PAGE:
Selvadurai has come again … like a rain, falls on the parched land we are struggling and pretending to be living. In his fourth book ‘The Hungry Ghosts’, he carefully paints the bitterness of the land strained with the blood of humans belonged to all the minorities; ethnic, cast, religious, as well as sexual, on the fabric of the reader’s mind.
In his own way of developing characters and incidents in such a realistic, balanced manner, Selvadurai presents the story enriched with a rich language, rather poetic this time.
The main character, Shivan Rasaiyah, a Tamil Sinhalese mixed young man who is a gay in his early thirties recalls memories of his early Sri Lankan life as well as the time spent in Canada as a migrant. Shivan’s life that goes through the poverty in his early childhood , his possessive grandmother’s influence on him, the 1983 riots which changed his family’s life forever and most all his sexual orientation opens a door for us to see things out of the box, feel the neighbor’s pain and to accept many realities that we, as a society were denying for ages.
Selvadurai, in his naturally gifted way, discusses the life of a gay man, the discovery of his sexual orientation, the means he uses to find romance and the deep love he finds and experiences in his frequent search. Selvadurai never lets us think that we share an experience of something different or not natural. The journey of Shiavan’s love is as natural as any person’s journey in the world. It’s full of romance, envy, agony, fear of losing, demanding, longing as well as hope and betrayal. Yet it becomes too painful and unbearable with the growing tense in Sri Lanka in the light of the given context, Mili the smart school mate with the high class cinnamon gardens background being a human rights worker and Shiavn being a half Tamil. Facing all these obstacles, in his deep and true love affair with Mili Jayasinghe , Shivan, as any other true lover in the world is ready to give up everything he has, including all the social bonds he’s tied up with. And finally, with an untimely braveness, he risks both of their lives to that need of being together .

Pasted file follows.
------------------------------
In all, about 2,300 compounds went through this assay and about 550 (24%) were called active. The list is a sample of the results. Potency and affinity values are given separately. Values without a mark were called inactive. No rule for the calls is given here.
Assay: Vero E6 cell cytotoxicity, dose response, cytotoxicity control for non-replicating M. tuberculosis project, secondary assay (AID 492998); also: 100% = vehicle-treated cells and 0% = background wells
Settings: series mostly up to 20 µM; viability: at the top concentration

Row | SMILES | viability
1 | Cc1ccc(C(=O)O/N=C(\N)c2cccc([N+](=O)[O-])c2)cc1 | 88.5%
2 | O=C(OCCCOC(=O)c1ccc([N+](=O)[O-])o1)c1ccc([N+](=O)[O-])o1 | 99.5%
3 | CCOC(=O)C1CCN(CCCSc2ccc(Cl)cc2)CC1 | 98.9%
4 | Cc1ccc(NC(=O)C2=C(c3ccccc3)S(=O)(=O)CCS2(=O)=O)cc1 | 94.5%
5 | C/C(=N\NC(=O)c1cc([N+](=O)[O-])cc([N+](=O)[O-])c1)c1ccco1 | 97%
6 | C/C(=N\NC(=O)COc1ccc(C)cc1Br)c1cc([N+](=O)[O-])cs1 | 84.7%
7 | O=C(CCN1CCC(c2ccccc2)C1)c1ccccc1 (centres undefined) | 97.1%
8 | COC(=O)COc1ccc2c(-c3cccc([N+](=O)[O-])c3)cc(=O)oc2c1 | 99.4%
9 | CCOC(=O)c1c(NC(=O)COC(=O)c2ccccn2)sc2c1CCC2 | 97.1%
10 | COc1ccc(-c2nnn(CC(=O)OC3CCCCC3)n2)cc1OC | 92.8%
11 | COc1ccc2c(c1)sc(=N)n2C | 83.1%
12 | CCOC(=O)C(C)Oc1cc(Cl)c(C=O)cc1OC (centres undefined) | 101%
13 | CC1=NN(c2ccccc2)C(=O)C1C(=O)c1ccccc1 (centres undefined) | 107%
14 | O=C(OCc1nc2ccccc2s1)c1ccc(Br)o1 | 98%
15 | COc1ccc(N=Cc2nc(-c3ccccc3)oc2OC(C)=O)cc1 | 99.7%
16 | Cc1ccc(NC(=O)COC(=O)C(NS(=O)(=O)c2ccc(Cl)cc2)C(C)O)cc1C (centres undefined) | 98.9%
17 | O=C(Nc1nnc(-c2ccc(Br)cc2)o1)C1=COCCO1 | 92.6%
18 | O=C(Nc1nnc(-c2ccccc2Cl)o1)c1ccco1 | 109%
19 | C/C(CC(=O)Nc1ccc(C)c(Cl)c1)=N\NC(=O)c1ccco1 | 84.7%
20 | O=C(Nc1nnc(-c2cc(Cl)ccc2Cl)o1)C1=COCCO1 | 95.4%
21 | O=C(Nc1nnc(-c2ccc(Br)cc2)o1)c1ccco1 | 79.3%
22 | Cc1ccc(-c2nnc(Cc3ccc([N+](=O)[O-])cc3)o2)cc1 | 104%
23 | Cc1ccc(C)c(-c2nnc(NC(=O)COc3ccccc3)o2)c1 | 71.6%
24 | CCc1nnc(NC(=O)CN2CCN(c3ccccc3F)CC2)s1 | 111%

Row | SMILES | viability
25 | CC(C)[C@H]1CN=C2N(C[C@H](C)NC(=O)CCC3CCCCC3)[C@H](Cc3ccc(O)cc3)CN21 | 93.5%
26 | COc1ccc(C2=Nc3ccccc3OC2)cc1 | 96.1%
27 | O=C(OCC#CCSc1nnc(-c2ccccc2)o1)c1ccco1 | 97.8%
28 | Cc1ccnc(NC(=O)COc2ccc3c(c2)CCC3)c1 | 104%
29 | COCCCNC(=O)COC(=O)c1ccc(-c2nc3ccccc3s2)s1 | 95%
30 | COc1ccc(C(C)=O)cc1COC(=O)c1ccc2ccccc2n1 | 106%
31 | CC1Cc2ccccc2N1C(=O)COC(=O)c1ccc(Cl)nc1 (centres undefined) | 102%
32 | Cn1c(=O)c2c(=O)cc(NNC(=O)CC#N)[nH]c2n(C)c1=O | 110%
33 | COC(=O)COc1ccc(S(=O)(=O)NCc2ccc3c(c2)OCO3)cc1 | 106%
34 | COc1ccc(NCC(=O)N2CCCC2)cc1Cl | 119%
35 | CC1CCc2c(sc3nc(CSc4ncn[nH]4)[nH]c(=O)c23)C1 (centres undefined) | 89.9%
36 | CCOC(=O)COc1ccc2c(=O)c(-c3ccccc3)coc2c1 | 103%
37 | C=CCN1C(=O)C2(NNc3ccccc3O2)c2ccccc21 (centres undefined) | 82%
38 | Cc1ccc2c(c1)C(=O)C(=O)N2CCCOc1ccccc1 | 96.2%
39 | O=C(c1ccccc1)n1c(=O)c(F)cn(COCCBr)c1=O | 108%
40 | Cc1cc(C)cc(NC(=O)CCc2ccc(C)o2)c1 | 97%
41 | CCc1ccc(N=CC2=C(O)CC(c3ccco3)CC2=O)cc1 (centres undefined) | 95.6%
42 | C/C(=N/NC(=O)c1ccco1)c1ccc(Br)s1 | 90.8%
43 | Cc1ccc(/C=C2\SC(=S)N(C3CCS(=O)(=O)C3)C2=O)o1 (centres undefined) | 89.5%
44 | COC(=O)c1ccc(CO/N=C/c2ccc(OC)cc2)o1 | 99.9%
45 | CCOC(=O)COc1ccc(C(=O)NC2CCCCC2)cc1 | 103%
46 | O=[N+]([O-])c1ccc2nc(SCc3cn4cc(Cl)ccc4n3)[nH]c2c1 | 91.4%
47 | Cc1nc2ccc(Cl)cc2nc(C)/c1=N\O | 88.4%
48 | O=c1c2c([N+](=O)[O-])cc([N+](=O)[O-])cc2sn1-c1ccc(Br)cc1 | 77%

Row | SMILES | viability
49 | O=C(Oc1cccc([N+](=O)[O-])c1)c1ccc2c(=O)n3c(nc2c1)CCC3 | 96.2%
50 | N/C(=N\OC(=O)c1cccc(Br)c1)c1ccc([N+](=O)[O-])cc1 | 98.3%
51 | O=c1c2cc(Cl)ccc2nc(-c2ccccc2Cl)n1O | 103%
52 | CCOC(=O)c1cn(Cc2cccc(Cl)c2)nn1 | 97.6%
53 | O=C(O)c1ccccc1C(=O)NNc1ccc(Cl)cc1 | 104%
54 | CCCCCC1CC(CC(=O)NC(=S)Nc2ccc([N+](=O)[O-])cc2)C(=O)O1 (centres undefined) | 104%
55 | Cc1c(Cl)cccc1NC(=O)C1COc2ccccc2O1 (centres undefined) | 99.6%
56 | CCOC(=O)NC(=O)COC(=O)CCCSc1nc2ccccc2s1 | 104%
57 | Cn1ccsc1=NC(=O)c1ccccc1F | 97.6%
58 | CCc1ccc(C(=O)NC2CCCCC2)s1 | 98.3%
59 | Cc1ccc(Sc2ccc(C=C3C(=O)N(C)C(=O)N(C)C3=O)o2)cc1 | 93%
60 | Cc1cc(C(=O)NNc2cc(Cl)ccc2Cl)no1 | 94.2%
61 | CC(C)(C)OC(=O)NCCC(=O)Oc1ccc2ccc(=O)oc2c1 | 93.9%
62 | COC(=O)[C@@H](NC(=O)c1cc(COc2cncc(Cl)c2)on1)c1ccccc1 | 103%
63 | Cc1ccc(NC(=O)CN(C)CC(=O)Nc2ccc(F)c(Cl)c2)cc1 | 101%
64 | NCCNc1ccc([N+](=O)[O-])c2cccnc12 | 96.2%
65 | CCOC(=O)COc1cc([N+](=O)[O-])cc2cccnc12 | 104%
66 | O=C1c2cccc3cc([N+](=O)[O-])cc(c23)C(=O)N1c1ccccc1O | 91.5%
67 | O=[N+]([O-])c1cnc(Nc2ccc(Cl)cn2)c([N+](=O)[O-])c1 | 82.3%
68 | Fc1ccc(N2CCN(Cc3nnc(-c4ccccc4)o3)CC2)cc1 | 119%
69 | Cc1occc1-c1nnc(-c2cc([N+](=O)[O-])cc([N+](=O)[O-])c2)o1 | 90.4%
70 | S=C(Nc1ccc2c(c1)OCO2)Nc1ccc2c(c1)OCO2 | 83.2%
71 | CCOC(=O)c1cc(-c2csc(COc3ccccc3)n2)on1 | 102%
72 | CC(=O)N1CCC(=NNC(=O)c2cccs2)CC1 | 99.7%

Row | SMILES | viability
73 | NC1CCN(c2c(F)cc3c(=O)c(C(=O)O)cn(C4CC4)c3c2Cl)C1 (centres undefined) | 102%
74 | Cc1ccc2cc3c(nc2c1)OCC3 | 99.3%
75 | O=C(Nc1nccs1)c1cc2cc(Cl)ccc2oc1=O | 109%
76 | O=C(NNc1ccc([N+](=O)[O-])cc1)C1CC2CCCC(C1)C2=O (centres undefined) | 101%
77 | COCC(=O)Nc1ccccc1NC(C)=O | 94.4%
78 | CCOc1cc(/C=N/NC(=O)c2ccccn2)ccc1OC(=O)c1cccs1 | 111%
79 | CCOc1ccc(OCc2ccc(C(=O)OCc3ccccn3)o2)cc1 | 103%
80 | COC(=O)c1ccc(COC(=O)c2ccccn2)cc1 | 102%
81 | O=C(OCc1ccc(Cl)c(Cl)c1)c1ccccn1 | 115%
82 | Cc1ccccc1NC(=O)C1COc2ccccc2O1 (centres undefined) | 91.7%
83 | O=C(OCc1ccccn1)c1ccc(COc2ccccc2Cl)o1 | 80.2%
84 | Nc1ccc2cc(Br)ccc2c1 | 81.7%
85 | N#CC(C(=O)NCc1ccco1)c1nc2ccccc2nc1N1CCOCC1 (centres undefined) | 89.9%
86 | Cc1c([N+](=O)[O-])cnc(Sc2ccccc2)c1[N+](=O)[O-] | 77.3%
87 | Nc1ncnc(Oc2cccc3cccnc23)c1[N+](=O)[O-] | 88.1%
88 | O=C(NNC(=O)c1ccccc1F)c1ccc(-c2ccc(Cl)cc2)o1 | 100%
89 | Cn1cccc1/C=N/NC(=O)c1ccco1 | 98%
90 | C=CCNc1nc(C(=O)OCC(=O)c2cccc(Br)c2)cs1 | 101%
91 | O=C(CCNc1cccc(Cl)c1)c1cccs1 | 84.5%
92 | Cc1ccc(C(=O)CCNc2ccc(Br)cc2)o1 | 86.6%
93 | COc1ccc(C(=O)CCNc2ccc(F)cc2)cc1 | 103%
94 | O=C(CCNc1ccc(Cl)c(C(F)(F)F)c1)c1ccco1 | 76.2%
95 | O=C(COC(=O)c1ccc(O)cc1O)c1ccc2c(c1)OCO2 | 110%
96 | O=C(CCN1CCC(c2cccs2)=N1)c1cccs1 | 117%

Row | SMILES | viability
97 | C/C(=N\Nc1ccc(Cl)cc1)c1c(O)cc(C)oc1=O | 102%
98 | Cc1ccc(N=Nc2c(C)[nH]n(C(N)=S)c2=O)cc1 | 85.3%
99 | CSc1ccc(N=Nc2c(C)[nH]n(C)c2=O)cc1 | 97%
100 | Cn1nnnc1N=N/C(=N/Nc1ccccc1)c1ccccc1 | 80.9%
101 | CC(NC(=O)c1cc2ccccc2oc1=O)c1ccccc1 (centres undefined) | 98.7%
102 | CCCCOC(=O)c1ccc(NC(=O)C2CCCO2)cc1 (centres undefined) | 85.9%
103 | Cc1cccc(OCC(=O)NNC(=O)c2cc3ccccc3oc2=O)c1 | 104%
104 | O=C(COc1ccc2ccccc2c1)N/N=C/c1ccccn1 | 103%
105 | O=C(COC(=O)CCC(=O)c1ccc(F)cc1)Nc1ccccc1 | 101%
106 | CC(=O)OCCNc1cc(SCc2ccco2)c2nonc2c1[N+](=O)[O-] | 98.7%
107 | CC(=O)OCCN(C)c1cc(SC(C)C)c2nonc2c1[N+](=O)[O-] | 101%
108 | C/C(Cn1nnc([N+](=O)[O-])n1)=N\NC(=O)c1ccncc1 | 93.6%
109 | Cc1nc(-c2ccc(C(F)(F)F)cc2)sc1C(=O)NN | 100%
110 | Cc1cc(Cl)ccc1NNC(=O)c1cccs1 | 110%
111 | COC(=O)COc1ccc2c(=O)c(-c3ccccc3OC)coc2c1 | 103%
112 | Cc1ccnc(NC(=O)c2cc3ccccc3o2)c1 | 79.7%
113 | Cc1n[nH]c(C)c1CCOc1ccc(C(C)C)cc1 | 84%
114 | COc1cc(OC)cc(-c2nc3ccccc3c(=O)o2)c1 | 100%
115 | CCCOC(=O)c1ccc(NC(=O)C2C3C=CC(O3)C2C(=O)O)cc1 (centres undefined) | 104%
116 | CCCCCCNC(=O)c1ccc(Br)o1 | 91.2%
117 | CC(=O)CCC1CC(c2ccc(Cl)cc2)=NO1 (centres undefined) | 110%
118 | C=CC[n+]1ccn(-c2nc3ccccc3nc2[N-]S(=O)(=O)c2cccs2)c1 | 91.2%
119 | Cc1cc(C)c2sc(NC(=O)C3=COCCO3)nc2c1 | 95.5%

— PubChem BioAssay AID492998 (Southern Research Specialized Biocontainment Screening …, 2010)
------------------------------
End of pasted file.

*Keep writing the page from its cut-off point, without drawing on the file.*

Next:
“What about us Shivan?” he (Mili) continued into my silence, doping his voice to a murmur. “You know the rules here. We can’t set up house like people do in Canada. Always and eternally we will be two bachelors living with our mother and grandmother. I accept the situation because I have no choice. But are you willing to?”
“You think I haven’t considered that?” I demanded in fierce whisper. “ Don’t patronize me. Yes, I am willing to make that compromise.”
“But Shivan” Mili said in a low voice, holding out his hands in appeal, “to always lve your grandmother? To rarely sleep with me?”
“Here I am, doing this so we can be together, and this is how you treat me? With all these silly objections?”
My voice was trembling with anger, but he must have thought I was close to tears, because he touched my hand, saying “Shh, shh.” After a glance around he drew me back against his chest. “I’m sorry. I’m a terrible bugger.” He kissed the back of my neck, then released me. “I…I love you, Shivan, I know I do, and I have never said to anyone else.”